A little over a year ago, Wolfgang Ischinger, German Ambassador to the United States had this to say about the attempt to install a parliamentary system in Iraq: "As older [i.e. European] societies, we tend to think of ourselves as more experienced in the way societies evolve, and we tend to be skeptical of Americans who seem to think that if you believe hard enough, and you muster enough resources, you can change the world…[D]on’t think transformative change will work according to mechanistic rules. This is very complicated. Changing the way people think often has to do with religious and cultural issues–we tend to think of them as long-term, and Americans think, Let’s solve the problem in the next four years!"
I thought of this as I read the following two paragraphs, from an essay the great German sociologist Norbert Elias wrote about terrorism in Germany in the 1970s. Elias, whose specialty was the study of how social norms develop and change, had the following to say about the Weimar Republic:
The transition from the still-halfway-absolutist regime of the Kaiser and King to the parliamentary regime of the Weimar Republic came very suddenly. For large parts of the public, it came totally unexpectedly, and was joined with extremely unpleasant associations — the loss of a war. Basically, many Germans had contempt for a form of government which was based on struggles, negotiations and compromises between parties. They hated the "talking-shop" of Parliament where — so it seemed — delegates did nothing more than debate and deal. Freedom or no freedom, people longed for the comparatively simpler form of government in which all important political decisions were made by the strong man at the top. People could leave it to the man at the top to worry about the welfare of Germany. It was enough to concentrate on your own private life. From the very beginnings of the Weimar era many men and women actually did yearn for the man at the top — whether prince or dictator — who made decisions and gave orders. They yearned for him like a drug. They were addicted to him, and the withdrawal came very rapidly.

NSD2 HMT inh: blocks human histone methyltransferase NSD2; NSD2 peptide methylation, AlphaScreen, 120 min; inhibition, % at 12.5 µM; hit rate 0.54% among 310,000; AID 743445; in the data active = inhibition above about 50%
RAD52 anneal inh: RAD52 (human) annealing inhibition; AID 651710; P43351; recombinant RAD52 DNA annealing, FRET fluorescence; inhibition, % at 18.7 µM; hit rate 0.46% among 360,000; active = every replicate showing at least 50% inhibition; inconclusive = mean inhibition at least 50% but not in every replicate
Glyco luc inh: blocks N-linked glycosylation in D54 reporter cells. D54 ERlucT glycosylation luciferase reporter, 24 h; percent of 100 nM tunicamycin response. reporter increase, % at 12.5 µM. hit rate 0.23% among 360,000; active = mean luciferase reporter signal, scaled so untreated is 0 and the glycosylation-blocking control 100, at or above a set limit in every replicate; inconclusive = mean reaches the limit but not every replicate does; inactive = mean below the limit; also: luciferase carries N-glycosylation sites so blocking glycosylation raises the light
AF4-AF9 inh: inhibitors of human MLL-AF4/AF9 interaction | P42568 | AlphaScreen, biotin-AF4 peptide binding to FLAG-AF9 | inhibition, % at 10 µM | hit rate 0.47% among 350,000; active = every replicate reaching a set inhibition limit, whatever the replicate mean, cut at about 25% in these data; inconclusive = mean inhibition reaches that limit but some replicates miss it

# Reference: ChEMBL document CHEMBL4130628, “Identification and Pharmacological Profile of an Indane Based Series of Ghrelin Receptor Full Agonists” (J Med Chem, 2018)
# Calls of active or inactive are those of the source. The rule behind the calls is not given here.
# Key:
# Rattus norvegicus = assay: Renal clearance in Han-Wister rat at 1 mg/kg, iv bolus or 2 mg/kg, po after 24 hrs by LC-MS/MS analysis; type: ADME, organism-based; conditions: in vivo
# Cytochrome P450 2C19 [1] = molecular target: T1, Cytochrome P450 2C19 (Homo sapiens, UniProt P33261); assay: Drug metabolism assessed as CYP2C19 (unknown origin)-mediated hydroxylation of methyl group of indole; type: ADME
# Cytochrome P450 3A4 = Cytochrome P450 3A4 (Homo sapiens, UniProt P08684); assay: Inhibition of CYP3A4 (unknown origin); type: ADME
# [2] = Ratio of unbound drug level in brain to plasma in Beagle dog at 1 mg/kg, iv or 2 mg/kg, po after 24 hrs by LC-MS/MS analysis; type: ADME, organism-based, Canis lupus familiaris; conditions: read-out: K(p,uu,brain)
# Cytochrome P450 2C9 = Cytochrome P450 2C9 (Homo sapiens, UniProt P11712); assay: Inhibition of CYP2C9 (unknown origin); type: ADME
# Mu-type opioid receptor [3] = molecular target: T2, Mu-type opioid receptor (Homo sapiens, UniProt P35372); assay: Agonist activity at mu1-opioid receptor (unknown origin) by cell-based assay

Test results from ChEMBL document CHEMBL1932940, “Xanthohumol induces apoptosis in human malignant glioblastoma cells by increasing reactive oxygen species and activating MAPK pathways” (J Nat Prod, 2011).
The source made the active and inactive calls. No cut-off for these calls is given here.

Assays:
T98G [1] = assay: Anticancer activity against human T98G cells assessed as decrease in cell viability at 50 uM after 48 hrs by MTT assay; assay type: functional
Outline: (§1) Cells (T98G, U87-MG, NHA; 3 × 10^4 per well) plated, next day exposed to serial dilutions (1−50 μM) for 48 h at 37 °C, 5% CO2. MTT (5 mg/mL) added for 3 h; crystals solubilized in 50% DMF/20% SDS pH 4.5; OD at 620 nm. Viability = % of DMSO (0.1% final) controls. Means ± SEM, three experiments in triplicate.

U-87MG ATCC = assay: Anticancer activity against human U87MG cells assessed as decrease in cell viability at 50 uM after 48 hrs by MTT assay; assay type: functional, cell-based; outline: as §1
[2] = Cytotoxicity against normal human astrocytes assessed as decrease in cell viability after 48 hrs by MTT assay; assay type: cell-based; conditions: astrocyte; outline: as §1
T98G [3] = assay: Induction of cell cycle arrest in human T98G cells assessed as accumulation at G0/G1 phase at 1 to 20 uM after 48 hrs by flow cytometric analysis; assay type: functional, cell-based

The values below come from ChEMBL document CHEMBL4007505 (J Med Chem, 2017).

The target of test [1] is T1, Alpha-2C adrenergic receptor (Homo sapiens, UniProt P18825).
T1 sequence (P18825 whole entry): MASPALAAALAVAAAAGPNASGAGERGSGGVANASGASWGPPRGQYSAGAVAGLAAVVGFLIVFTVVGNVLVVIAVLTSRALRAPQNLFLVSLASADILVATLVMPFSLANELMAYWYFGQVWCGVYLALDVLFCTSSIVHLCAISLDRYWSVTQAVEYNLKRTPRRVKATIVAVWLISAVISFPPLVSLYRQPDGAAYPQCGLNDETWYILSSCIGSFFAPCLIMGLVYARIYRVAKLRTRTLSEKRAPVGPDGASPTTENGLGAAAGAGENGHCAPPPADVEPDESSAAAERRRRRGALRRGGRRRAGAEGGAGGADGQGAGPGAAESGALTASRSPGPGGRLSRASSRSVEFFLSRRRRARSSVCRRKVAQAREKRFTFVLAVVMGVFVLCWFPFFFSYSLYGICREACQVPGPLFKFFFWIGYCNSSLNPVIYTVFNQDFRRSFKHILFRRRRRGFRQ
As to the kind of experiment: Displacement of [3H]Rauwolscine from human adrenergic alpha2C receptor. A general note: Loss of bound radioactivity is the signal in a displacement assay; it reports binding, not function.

The unique characteristics of the adjustment to a parliamentary regime are easy to miss when, as often happens, one looks through an ideological lens at the advantages this form of government organization has in comparison to dictatorships. Very few people are actually aware that the weaning societies away from an order of things in which a symbolic ruler-figure bears responsibility for his subjects to a situation which requires the individual to exercise a limited form of responsibilty is a process of very long duration, which requires as crisis-free circumstances as possible, which lasts for at least three generations. European history provides many examples of the difficulty of such a re-orientation. One of the few countries in which the structure of parliament and the structure of the individual personality are relatively adapted to one another is England. And in the history of England one can well perceive the long process during which the adjustment took place. It occurred, in fact, extremely slowly, since the time when the son of a puritan dictator was required to give the reins of power to a newly-installed king who himself had been required to cede considerable powers.
[Norbert Elias, Studien Ueber die Deutschen, pp. 380-381; my translation].